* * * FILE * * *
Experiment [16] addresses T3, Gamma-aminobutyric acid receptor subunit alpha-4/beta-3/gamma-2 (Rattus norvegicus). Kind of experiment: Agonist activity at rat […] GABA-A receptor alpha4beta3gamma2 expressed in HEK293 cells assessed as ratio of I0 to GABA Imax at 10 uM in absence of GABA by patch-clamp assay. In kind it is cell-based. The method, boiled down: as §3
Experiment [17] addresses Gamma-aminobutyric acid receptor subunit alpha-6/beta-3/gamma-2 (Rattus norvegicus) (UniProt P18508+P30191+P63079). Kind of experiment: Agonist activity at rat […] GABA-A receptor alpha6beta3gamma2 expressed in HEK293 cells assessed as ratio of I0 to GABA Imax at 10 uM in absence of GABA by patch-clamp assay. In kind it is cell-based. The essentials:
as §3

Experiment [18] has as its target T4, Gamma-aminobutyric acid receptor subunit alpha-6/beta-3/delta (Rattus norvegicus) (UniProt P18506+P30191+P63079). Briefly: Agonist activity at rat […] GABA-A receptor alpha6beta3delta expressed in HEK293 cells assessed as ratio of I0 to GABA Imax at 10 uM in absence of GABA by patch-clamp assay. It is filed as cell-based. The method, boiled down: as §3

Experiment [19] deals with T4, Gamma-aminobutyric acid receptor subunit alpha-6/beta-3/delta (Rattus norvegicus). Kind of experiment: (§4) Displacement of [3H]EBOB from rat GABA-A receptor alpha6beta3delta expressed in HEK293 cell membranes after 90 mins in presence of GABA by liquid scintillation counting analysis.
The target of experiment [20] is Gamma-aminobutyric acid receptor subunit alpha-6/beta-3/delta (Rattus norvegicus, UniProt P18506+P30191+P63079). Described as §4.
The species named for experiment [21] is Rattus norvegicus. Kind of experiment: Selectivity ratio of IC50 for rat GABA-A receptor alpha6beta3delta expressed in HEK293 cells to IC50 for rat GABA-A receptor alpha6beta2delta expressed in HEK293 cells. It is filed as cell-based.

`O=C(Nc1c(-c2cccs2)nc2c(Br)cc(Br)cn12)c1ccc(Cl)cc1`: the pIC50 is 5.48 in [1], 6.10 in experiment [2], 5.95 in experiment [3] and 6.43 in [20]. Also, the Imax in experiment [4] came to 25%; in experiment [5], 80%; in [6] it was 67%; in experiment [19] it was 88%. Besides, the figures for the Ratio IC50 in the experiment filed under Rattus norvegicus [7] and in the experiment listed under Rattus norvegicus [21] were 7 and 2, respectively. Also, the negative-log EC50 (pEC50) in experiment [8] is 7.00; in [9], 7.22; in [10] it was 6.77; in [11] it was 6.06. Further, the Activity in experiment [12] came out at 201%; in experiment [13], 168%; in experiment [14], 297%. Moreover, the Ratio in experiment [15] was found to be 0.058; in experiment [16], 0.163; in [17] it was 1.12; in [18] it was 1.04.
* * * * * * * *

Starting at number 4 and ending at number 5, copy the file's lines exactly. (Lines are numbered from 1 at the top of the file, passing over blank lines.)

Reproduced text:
Experiment [18] has as its target T4, Gamma-aminobutyric acid receptor subunit alpha-6/beta-3/delta (Rattus norvegicus) (UniProt P18506+P30191+P63079). Briefly: Agonist activity at rat […] GABA-A receptor alpha6beta3delta expressed in HEK293 cells assessed as ratio of I0 to GABA Imax at 10 uM in absence of GABA by patch-clamp assay. It is filed as cell-based. The method, boiled down: as §3

Experiment [19] deals with T4, Gamma-aminobutyric acid receptor subunit alpha-6/beta-3/delta (Rattus norvegicus). Kind of experiment: (§4) Displacement of [3H]EBOB from rat GABA-A receptor alpha6beta3delta expressed in HEK293 cell membranes after 90 mins in presence of GABA by liquid scintillation counting analysis.